#About Amsterdam's "Religious" Museum

In Amsterdam's canal district, in the heart of the Red Light District you can visit at Amstelkring Museum. This museum is a little odd, if you take into account that it looks like a church. And if you were wondering about the church-like appearance, you were not mistaken - starting from 1661 this building was used as a church, where Catholics had to pray in complete secrecy. These are years the Holland became protestant, and starting in 1578 catholic masses were not allowed to be held. Following that, the church is only in the attic. This entire building was actually someone's residence.

In 1888 the building was opened as a museum, and since that time it no longer acts as a church. In the museum you can view the house itself, as it was furnished in the 18th century. In the building's attic, after a steep climb on wooden stairs, you can see the church, the steeple, with 150 seats. Marble columns, paintings and statues are only a part of the decorations of the church, all possible to view here.

In the lower floors you can see residential rooms, collections of statues, pictures, and silver vases. It's recommended to go to the drawing room in the impressive house.

Lately the museum has been remodeled and is now open to the public. There are about 85,000 visitors each year.

A Closer Look:

Amstel Park
#About the Park

Amstel Park (Amstelpark), located along the Amstel River was founded in 1972, and is one of the two most popular parks in Amsterdam.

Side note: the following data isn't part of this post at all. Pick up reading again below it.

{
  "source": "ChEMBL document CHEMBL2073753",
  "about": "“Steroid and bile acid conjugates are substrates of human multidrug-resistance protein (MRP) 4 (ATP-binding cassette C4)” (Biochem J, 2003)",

Kids will find here a whole area full of attractions, like a petting zoo, ponies, mini golf, carousel, and go carts. For adults, there are art galleries spread around the park, where you can walk around the breath the artist's air.

The park is full of trees, lawns, and relaxing corners, walking lanes, and about 150 plant varieties and thousands of bushes (some reaching 4 meters in height). You can see the rose garden here, the butterfly garden, Japanese garden, and a small house showing off typical Dutch architecture.

A Closer Look at the Park:

Amsterdam Arena
Amsterdam Arena
#About the Stadium

Originally, the Amsterdam Arena was built to host the 1992 Olympics. However Barcelona was picked as the hosting city instead of Amsterdam, and plans for the arena changed a lot. The arena by the end was built as a general center, not for sports. It was first opened in 1996, and it contains about 52,000 seats.

The arena's building budget reached about 96 million euros. Thanks to the modern architecture and design, the grass and roof can both be removed. This is a modern application, but has had some negative effects. For example, the grass wasn't able to grow under the covered roof, and the arena must re-grass the entire field four times a year.

Today the arena is used as the home stadium for Amsterdam's Ajax soccer team, and the Netherland's national football team. In addition, there are performances by well-known singers who manage to fill the hall with about 150,000 people. Tina Turner was the first one to achieve this.

Amsterdam Centre for Architecture ARCAM
Amsterdam Centre for Architecture ARCAM
#About the Center

The architecture center was built in 1986, with the opening of the Architect Foundation in Amsterdam. The Foundation is open to the public, to stir interest in development of the city and its architecture. The center focuses on architecture, city development and landscapes. It is the largest and oldest of the 40 architecture centers in Holland. The complex building, shaped like a trapezoid, has three floors, and was designed by Renee van Zuck. The building was finished in 2003.